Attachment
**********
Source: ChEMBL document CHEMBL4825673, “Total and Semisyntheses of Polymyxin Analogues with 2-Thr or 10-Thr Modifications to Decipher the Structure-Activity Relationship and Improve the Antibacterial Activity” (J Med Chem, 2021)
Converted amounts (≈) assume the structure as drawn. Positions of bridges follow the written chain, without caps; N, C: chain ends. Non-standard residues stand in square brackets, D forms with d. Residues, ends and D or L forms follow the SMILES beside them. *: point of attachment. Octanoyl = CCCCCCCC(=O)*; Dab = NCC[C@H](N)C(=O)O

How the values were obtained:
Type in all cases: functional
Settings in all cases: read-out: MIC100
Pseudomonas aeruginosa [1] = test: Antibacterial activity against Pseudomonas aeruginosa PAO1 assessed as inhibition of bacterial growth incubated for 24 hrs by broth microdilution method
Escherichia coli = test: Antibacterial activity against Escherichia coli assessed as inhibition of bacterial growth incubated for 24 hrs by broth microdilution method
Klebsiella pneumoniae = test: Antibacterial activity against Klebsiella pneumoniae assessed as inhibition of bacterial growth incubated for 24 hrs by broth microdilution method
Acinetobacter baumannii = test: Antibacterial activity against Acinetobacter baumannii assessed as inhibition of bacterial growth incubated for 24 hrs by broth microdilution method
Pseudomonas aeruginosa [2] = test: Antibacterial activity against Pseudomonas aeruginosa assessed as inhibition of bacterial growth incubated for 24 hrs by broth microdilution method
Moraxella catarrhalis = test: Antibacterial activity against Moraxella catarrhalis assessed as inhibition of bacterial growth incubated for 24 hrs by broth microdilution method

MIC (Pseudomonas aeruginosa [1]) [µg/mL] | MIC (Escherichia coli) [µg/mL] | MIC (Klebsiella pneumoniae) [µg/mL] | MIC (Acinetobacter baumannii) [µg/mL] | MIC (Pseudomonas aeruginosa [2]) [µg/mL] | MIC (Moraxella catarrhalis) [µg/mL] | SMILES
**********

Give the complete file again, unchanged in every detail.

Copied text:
Source: ChEMBL document CHEMBL4825673, “Total and Semisyntheses of Polymyxin Analogues with 2-Thr or 10-Thr Modifications to Decipher the Structure-Activity Relationship and Improve the Antibacterial Activity” (J Med Chem, 2021)
Converted amounts (≈) assume the structure as drawn. Positions of bridges follow the written chain, without caps; N, C: chain ends. Non-standard residues stand in square brackets, D forms with d. Residues, ends and D or L forms follow the SMILES beside them. *: point of attachment. Octanoyl = CCCCCCCC(=O)*; Dab = NCC[C@H](N)C(=O)O

How the values were obtained:
Type in all cases: functional
Settings in all cases: read-out: MIC100
Pseudomonas aeruginosa [1] = test: Antibacterial activity against Pseudomonas aeruginosa PAO1 assessed as inhibition of bacterial growth incubated for 24 hrs by broth microdilution method
Escherichia coli = test: Antibacterial activity against Escherichia coli assessed as inhibition of bacterial growth incubated for 24 hrs by broth microdilution method
Klebsiella pneumoniae = test: Antibacterial activity against Klebsiella pneumoniae assessed as inhibition of bacterial growth incubated for 24 hrs by broth microdilution method
Acinetobacter baumannii = test: Antibacterial activity against Acinetobacter baumannii assessed as inhibition of bacterial growth incubated for 24 hrs by broth microdilution method
Pseudomonas aeruginosa [2] = test: Antibacterial activity against Pseudomonas aeruginosa assessed as inhibition of bacterial growth incubated for 24 hrs by broth microdilution method
Moraxella catarrhalis = test: Antibacterial activity against Moraxella catarrhalis assessed as inhibition of bacterial growth incubated for 24 hrs by broth microdilution method

MIC (Pseudomonas aeruginosa [1]) [µg/mL] | MIC (Escherichia coli) [µg/mL] | MIC (Klebsiella pneumoniae) [µg/mL] | MIC (Acinetobacter baumannii) [µg/mL] | MIC (Pseudomonas aeruginosa [2]) [µg/mL] | MIC (Moraxella catarrhalis) [µg/mL] | SMILES